2. Not everybody speaks English, and they shouldn’t have to.
True, English is spoken widely throughout the world. But do not make the mistake of thinking that everyone will speak or understand English. More importantly, as guests in another country, travelers have the obligation to learn some of the language. When you are traveling in Cambodia, you should try Khmer. When you are in Brazil, try Portuguese. In Kenya, try Swahili.
3. Learn the phrase: “Do you speak English?” in the language of the country you are visiting.
Otherwise, that question in English makes an assumption or sets up an expectation that the locals already do or should speak English.
While traveling on a writing assignment updating a chapter on the Netherlands for travel guide, I had to ask questions and check facts constantly. Typically, the Dutch speak English (they usually speak French and German, too) However, I would always enter a shop or museum and ask, “Sprek U Engels?” Do you speak English?
Then, of course, they would always answer, “Yes, a little bit.” (Always a funny statement because even small children and elderly grandfathers are fluent.)
I was told by one shopkeeper that he was surprised that I asked if he spoke English in Dutch since most Americans come in and think people should cater to their language. Ultimately, people appreciate that you do not expect them to know English.
Kathy Keidel is a fourth grade teacher who went on a Fulbright Educator program in Japan for three weeks. At some points of her trip, Keidel was in rural areas of Japan where no one spoke any English.
“You at least need to make an effort to use their language and don’t assume that everyone is going to be speaking English, which I think many people do,” Keidel adds.
4. By speaking the locals’ language, you show respect.
With regard to learning words in a country’s national language or even dialects, “there is no other option,“ according to Nathan Ward who has traveled all over the world and communicated in languages like Tibetan, Swahili and Mongolian.
“You should learn [the language] beforehand,” according to Ward. “It’s respectful and you’ll expand your own horizons and abilities.”
Ward also lived in Bhutan and, despite the fact that English is spoken heavily and taught in schools, Ward and his wife Andrea made an effort to learn Dzongkha, the national language. His theory is that you will appear ignorant if you don’t give speaking a country’s language a go. “You sound like an idiot if you don’t try.”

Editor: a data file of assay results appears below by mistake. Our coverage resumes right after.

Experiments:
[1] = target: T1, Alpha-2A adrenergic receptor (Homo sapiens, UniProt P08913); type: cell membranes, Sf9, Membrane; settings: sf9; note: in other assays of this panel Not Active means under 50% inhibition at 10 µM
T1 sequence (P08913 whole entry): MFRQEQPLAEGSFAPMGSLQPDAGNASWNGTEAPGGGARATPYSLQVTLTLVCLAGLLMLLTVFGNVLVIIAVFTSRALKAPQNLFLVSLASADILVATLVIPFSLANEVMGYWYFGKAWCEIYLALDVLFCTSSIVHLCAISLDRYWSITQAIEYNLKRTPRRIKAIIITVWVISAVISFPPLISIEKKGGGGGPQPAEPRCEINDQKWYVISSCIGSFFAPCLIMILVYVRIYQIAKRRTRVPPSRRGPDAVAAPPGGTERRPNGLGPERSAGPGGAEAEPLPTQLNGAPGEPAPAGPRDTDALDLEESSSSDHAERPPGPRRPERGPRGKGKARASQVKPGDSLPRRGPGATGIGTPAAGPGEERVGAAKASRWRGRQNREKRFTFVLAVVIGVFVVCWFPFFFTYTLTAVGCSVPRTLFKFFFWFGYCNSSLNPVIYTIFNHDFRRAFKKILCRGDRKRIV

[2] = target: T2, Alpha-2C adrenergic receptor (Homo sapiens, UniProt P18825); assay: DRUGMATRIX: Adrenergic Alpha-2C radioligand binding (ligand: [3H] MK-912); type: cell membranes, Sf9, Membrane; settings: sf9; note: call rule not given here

5. At the very least, you should always learn “please” and “thank you.”
She may be apprehensive about having a conversation, but Judy Schuck has a rule about using common courtesies. “I learn how to say “please” and “thank you” in every language even though I have really struggled with it in some places like China where it’s such a tonal language. But I do really try to learn ‘please’ and ‘thank you.’”
Kathy Keidel agrees with this practice, “I think definitely you need to learn at least the courtesy pieces to be respectful and you need to learn about [a country’s] culture as well so you don’t do anything offensive.”
6. It’s an adventure to try to speak the language.
For many people, part of the joy of travel and exploration is interacting with the locals. You never know what opportunities may open up because you are attempting to communicate.
Sheree Beddingfield, who has made her share of mistakes in learning and speaking Spanish, says, “I think language is fun. It’s a game and you may not play the game very well, but at least you’re having fun.”
“That is the fun part of traveling,” she maintains. “Teach me three words in Turkish and I’m going to walk into the Turkish market and I’m going to use those three words every chance I get. Because it’s fun.”